Sisyphus mythology. Debate amongst yourselves which one is Sisyphus and which is Zeus, as I'm sure they are. Better hope they have their Red Bull...
    • IBM

      They have survived thanks to a an ocean of demand that could make even the most improperly evolved fish fat and happy. But the times they are a changing.
  • Apple Propaganda piece

    Apps that make money for the developer are trivial games and social media. IBM's big data and Watson have no play in those. More specialized, technical apps that would play with Watson, make no money
    Nick Thompson
    • I do not understand this comment

      IBM is making a series of vertical market applications, and making a private "behind the firewall" app ecosystem for iOS devices.

      How can you possibly know anything about who will or won't make money at that, given it is only just announced?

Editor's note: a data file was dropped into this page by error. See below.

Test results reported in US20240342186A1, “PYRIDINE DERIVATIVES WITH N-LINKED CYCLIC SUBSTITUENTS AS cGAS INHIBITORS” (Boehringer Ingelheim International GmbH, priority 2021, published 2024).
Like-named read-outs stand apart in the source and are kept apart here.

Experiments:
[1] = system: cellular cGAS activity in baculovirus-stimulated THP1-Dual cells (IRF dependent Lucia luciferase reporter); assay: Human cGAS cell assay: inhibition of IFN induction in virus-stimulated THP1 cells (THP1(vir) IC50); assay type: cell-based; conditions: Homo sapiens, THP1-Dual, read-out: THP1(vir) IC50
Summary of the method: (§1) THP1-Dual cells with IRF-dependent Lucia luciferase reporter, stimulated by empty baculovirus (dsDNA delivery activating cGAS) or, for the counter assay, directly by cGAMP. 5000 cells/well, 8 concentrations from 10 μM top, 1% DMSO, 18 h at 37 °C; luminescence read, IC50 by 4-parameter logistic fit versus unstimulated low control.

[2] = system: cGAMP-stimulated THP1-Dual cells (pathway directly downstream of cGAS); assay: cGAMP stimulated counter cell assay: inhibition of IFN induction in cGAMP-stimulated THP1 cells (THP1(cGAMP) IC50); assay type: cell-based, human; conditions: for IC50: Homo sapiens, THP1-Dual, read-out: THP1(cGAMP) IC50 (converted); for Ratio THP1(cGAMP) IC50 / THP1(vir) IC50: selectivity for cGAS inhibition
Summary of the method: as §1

• lol

        IBM is the whale that is floating on the surface while sharks and little fish come and take bites of what once was a great creature. They were once a great hardware company but that all went to Lenovo. They kept their server business but companies are now moving to the cloud and many of the cloud providers are not choosing IBM. IBM always made great hardware, but their attempts at software, frameworks or app delivery always were terrible and seemed to take standards as a suggestion they need not be bothered with. Apple devices used to all contain IBM hardware and all the Apple lovers foamed at the mouth about how Intel Pc hardware could never hold a candle to their beloved IBM hardware, But that all fell silent when Apple adopted Intel PC hardware. So much so much frothing and seething and worshipping moving sands.. silly